The law firm of James David Johnson, P.A., advises and represents clients in intellectual property matters, including patents, trademarks, copyrights, design protection, trade secrets, and licensing, as well as in corporate law matters. Our team of experienced attorneys and other professional staff also advises and assists clients in commercial litigation, including intellectual property litigation related to infringement issues, and in domain name dispute resolution proceedings. Other areas of law in which we advise our clients include patent and trademark searches and opinions, design protection, and trade dress protection. We also work with our network of foreign law firm associates to secure protection for our clients’ intellectual property internationally. Please contact us today for a free telephone consultation.
While we maintain normal business hours like most businesses, we take pride in being able to make ourselves available to answer our client’s questions after normal business hours and on weekends. We endeavor to return calls and to respond to e-mails within one business day. Unlike most law firms, we are also pleased to offer house calls to our client’s offices for meeting to discuss their legal issues. We understand that your time is valuable and make every effort to provide our services in a manner that is most convenient and with the least disruption to you and your business.
A patent is a grant of property rights to an invention or to an improvement to an existing invention. In the United States, the U.S. Patent and Trademark Office (USPTO) examines patent applications and grants patents for inventions determined to be patentable. A utility patent may be granted to anyone who invents or discovers any new and useful process, machine, article of manufacture, composition of matter, or any new and useful improvement of any of the foregoing. Utility patents are granted for a term which begins with the date of the grant and usually ends 20 years from the filing date of the patent application. A design patent is granted for the invention of a new, original, and ornamental design for an article of manufacture. Design patents are granted for a term that ends 14 years after the date on which the design patent is granted. Patent and design protection for inventions and designs is also available in foreign countries.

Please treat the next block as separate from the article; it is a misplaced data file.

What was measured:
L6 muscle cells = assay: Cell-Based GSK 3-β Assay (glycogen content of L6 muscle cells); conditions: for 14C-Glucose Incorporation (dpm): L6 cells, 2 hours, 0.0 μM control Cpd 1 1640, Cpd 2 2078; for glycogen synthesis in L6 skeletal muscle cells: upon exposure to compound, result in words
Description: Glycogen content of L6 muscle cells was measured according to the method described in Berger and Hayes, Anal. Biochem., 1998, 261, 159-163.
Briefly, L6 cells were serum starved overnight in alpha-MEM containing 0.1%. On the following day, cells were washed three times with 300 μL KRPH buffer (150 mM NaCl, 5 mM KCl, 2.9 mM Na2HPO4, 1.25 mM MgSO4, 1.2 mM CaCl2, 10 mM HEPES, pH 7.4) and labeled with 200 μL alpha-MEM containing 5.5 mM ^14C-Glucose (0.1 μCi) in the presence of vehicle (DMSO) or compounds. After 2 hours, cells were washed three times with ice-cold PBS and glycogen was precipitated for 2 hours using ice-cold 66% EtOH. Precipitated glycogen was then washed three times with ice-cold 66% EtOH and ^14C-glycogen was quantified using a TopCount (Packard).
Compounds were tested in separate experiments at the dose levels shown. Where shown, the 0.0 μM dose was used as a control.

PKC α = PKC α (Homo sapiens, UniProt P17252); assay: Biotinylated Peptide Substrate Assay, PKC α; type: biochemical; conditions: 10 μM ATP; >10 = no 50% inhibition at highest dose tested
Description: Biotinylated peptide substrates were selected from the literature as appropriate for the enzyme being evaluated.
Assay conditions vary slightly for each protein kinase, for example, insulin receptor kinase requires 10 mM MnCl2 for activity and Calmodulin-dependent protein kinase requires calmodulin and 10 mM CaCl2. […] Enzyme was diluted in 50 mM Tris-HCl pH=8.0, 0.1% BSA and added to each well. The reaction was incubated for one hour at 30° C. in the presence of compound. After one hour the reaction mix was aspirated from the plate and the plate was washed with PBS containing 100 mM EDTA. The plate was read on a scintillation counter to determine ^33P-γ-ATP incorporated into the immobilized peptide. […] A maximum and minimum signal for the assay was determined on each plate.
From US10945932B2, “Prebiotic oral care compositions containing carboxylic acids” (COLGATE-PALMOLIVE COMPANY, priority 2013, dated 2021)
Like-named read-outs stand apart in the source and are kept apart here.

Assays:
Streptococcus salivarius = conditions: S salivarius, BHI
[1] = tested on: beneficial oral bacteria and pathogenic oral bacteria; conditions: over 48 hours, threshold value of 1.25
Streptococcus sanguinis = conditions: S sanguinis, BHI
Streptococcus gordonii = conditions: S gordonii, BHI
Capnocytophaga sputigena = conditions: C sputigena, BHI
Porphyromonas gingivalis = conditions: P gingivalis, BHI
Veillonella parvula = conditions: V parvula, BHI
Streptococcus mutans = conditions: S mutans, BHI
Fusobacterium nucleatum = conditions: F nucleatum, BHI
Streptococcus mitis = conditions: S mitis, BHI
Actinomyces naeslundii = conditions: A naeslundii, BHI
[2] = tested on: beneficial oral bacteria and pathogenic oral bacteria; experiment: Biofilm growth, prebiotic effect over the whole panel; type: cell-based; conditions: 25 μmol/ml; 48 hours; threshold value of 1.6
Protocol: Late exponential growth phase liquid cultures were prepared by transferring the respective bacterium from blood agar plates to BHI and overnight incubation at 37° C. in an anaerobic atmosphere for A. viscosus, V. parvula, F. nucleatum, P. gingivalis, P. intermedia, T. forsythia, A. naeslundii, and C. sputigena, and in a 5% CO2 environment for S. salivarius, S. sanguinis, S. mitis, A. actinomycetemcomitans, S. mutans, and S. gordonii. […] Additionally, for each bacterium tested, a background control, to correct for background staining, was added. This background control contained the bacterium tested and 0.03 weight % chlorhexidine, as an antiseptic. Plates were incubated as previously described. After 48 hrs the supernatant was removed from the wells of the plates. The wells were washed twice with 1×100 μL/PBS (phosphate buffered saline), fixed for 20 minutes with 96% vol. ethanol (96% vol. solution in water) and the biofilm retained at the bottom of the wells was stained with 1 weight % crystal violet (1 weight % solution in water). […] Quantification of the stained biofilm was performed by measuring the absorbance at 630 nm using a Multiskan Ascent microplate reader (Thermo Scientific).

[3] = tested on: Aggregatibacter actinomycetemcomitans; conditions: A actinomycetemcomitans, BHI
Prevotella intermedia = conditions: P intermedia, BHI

A trademark is a commercial symbol such as any word, name, symbol, device, or any combination of the foregoing, which is used in commerce to identify and distinguish the goods of one manufacturer or seller from goods manufactured or sold by others, and to indicate the source of the goods. Whereas trademarks are used in reference to goods, service marks are used in commerce to identify and distinguish the services of one provider from the services provided by others, and to indicate the source of the services. Both trademarks and service marks are often simply called “trademarks” or “marks.” A trademark may be registered with the U.S. Patent and Trademark Office (USPTO) to obtain certain statutory rights in addition to common law rights established through continuous use of a mark. With the payment of renewal fees, trademark registrations are perpetual and do not expire. Trademark and service mark registration and protection is also available in foreign countries.
A copyright is a grant of rights for original works of authorship, i.e., creative works such as literary, artistic, and musical works. Copyright protection may be obtained for both published and unpublished works. In addition to literary, artistic and musical works, other examples of creative works that may be protected by copyright include product labels, websites, advertising and promotional literature, instruction manuals, software code, and graphic designs, photographs, and other artwork used in the advertisement, promotion, and packaging of a product. In general, copyright protection lasts for the life of the author plus an additional 70 years. With respect to works made for hire, copyright protection lasts for a term of 95 years from the date of the work’s first publication or for a term of 120 years from the date of the work’s creation, whichever expires first. The U.S. Copyright Office examines copyright applications and issues registrations for copyrights in the United States. U.S. copyright protection extends to most, but not all, foreign countries.